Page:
4. Contract Termination: For severe or persistent breaches of service level agreements, the customer may have the right to terminate the contract without penalty. This is often the last resort when other remedies have failed to rectify the situation or if the provider is unable to deliver the agreed level of service.

  5. Reperformance: In certain cases, the provider may be obligated to reperform the services until the agreed-upon service levels are met.

  6. Escalation and Review: If a certain number of breaches occur within a defined period, it may trigger a review of the service or an escalation within the provider’s organization to address the service failures.

  7. Alternative Dispute Resolution: In certain circumstances, the parties may agree to alternative dispute resolution mechanisms, such as mediation or arbitration, if they cannot agree on an appropriate remedy for the SLA breach.

It’s essential to note that remedies should be clearly defined in the contract, and the process for claiming these remedies should be outlined as well. The contract should also specify any notice requirements or time limits for making a claim.

Finally, while these remedies provide some form of compensation for service disruptions, they are typically not meant to serve as a complete indemnification for any business losses a customer might experience due to the SLA breach.

service level agreements

Why should I have an SLA section in all of my SaaS sales contracts?

As a general rule, it’s a good idea to include the Service Level Agreements (SLA) section in your sales contracts for your SaaS startup. Here’s why:

  1. Expectation Management: SLAs define the level of service a customer can expect, which can help manage expectations and prevent misunderstandings. They provide concrete, measurable criteria that the service is expected to meet.

  2. Trust and Credibility: Offering an SLA can increase trust and credibility with your customers. It demonstrates your confidence in the quality of your service, and your commitment to maintaining this level of service.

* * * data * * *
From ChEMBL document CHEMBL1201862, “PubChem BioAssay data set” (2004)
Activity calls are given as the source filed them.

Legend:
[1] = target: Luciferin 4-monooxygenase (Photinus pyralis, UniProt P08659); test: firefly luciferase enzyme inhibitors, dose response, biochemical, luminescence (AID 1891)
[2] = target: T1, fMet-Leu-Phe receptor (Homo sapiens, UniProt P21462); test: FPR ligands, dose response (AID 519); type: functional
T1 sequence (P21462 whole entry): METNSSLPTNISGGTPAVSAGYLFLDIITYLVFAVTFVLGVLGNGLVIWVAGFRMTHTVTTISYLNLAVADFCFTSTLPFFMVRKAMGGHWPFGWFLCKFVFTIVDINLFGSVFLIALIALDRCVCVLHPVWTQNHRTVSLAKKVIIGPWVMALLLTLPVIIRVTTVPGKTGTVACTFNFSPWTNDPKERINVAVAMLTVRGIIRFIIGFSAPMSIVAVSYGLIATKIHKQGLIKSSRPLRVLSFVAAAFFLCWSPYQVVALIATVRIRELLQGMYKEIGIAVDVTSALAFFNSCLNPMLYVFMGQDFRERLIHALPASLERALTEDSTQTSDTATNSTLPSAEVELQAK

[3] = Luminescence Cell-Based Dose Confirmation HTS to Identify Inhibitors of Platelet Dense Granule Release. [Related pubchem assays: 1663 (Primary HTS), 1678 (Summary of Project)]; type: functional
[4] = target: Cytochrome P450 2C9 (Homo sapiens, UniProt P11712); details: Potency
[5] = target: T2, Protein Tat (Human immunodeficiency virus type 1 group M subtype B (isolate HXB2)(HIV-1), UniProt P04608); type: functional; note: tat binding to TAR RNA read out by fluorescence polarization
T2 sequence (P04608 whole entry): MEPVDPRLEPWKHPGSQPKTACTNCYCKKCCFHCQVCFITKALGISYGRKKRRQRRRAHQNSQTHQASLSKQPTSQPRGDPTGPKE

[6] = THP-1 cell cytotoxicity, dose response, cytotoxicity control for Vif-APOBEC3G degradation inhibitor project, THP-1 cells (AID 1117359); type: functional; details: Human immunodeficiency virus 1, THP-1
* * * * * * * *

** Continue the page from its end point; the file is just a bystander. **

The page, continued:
3. Competitive Advantage: If competitors in your field offer service-level agreements, you may need to do so as well to stay competitive. Even if they don’t, offering an SLA can still give you a competitive edge.

  4. Dispute Resolution: In case of service issues, a clear SLA gives both parties a reference point to assess whether the agreed service levels were met, which can simplify dispute resolution.

  5. Customer Retention: By setting and meeting service expectations, you can increase customer satisfaction and retention.

  6. Clear Remedies: The SLA sets out the remedies available to the customer if the service levels are not met, providing clarity and certainty.

However, be mindful that SLAs also come with responsibilities. You should only promise service levels that you’re confident you can deliver consistently. Failing to meet your SLAs can lead to financial penalties, loss of trust, and damage to your brand’s reputation.

Also, it’s essential to have any SLA or contract reviewed by a lawyer to ensure it provides adequate protection for your business and is compliant with any applicable laws and regulations. The exact requirements for an SLA can vary based on the nature of the service, the needs of the customer, and the regulatory environment.


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Contract Sent

A contract management system built for startups to manage, negotiate and report on their SaaS contracts.

Contract Sent is not a law firm, this post and subsequent pages on this website do not constitute or contain legal advice. To understand whether or not the ideas and guidance on the Contract Sent website is applicable to your business, you should consult with a licensed attorney. The use and accessing of any resources contained within the Contract Sent site do not create an attorney-client relationship between the user and Contract Sent.